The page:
Words and photos by Zack Burnett

Lake Guatavita.

Lake Guatavita.

In August we spent a week in Colombia catching up with some producers we've been working with in Cundinamarca for the past few years, La Palma y El Tucan, and also to developing some new relationships with producers and suppliers in other regions of the large county.

After landing in Bogotá we find a taxi at the airport and drive east for an hour or so in rush hour traffic into the city center.  Bogotá is an incredible city of around 8 million people located on a high plateau at over 8,000 feet above sea level in the Colombian Andes.  Mountains towering over 10,000 feet mark the eastern boundary of the city.  It's nice coming to Bogotá in August.  The sweltering Florida heat is replaced by the cool weather of such a high altitude.  Sunny, 65 degrees with a low of 45.  As much as we'd love to explore the many districts of Bogotá, this time it's just a layover for an early morning departure to the farm.

Colombian farmland.

Colombian farmland.

It's a Sunday morning and after a full Colombian breakfast we are on the road to the La Palma y El Tucan farm and processing mill.  The Bogotá city center gives way slowly to business centers then industrial zones and then finally the country.  Leaving the capitol we drive down from the plateau and then back up into picturesque, pastoral mountains.  The roads are great and winding as hell.  The views on either side are unbelievable.        

Zipacón.

Zipacón.

We pass mostly through countryside before stopping in the small farming town of Zipacón for a snack of corn cakes and a sweet oat smoothy.  After passing several more small agricultural towns and a bunch of empty countryside and farmland we arrive at the La Palma y El Tucan farm.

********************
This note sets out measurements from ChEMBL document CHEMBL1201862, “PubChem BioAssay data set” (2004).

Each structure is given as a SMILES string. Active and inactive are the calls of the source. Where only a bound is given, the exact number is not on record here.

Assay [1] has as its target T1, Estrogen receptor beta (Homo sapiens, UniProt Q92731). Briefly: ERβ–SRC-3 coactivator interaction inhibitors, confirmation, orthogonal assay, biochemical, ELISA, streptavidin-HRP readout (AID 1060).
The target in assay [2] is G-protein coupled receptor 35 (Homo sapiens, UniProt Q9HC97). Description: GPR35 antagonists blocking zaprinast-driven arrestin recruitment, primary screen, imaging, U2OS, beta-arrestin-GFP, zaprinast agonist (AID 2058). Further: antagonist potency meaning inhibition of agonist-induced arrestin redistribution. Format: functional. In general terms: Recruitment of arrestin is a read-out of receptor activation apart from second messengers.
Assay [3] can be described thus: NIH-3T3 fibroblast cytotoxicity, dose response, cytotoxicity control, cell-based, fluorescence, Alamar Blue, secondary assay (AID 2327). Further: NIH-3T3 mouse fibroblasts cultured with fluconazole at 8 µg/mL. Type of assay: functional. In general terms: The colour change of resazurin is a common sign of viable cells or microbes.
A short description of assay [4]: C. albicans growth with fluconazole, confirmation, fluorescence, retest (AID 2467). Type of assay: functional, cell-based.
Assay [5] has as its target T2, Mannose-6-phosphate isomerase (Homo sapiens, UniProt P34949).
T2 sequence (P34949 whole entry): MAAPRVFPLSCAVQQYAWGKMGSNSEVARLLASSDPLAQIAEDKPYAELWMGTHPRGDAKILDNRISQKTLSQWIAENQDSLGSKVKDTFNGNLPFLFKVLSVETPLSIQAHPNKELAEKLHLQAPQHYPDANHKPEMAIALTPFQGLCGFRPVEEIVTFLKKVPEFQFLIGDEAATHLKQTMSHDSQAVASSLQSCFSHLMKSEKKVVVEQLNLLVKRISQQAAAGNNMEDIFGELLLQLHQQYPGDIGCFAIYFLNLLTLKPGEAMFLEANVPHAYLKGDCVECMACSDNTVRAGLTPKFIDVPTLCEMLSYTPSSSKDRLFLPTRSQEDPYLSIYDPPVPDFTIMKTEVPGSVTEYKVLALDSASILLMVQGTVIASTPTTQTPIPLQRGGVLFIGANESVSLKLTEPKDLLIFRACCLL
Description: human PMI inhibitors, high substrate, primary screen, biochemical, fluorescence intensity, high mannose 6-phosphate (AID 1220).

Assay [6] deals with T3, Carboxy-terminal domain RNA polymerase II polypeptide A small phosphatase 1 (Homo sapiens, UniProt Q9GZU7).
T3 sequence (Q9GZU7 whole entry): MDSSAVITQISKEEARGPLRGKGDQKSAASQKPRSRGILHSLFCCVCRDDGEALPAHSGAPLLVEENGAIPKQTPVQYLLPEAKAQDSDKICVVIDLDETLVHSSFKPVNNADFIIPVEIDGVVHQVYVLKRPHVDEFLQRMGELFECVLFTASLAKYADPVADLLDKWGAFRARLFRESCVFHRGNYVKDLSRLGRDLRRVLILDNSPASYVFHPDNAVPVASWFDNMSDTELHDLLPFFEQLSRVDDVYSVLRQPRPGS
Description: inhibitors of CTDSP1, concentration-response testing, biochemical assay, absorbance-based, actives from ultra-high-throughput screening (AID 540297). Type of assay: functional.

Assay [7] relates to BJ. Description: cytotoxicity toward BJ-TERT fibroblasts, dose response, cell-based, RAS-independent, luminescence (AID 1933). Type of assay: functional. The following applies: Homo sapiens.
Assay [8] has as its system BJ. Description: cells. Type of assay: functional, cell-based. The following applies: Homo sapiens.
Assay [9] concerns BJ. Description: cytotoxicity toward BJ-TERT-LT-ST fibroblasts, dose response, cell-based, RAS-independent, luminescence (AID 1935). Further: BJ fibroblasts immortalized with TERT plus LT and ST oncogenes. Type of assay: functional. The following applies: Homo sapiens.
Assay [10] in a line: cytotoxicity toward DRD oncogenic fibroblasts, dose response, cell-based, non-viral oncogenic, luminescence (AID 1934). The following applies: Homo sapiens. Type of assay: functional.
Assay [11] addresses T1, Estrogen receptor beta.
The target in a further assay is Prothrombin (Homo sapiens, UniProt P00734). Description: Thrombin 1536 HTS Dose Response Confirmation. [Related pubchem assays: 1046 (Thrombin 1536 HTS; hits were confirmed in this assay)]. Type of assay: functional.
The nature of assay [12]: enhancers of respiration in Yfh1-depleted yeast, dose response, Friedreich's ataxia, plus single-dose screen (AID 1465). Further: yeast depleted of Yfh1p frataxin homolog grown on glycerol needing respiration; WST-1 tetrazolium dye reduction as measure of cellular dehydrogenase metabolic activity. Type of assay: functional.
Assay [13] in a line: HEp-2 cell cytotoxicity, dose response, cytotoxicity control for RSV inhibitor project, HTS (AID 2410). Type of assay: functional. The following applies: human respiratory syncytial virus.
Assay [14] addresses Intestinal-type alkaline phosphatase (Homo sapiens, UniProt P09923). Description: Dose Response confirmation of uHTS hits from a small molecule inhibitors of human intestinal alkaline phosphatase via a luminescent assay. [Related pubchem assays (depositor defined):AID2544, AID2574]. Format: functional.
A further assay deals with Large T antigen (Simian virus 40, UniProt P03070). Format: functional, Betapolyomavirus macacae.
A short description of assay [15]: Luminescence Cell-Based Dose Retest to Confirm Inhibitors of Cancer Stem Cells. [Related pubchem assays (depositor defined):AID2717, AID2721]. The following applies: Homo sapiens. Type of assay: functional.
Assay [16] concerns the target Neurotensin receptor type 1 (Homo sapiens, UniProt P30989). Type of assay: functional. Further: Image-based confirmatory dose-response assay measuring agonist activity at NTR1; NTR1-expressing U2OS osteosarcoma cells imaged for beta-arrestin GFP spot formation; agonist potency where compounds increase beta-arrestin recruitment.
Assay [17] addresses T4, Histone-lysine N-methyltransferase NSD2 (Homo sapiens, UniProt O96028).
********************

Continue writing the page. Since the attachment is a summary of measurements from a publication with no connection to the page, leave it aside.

La Palma y El Tucan farm.

La Palma y El Tucan farm.

We last visited the farm around two years ago.  At that time much of the farm had recently been planted in coffee.  The small shrubs of a couple of years ago have grown considerably, many stand around 6 feet tall and bushy.  Felipe Sardi and Elisa Madriñán, the owners of La Plama y El Tucan planted the whole farm in heirloom varietals of pure arabica coffee.  The plants on the farm are absolutely beautiful and so healthy.  

Super healthy SL-28 coffee trees.

Super healthy SL-28 coffee trees.

You can tell at first glance that this coffee was planted with intention and is looked after with care.  If you've ever grown an heirloom plant varietal, whether it be tomatoes, carrots or roses, you will know that these pants are more prone to pests and disease than their hybridized relatives.  But people continue to grow these old varieties of plants because the products are almost always higher than that of hybrids.  Coffee is no different.  To get great results out of heirloom coffee it takes great care in planting and maintaining the farm.  Lower yield makes it necessary to command a higher price per pound, so the quality has to justify that.  Diseases and pests pose a great risk if the coffee is not cared for.  It's risky but when you love your land and plants as much as Felipe, Elisa and the rest of the La Palma y Tucan crew clearly do, the risks are mitigated and the rewards are distinctly phenomenal.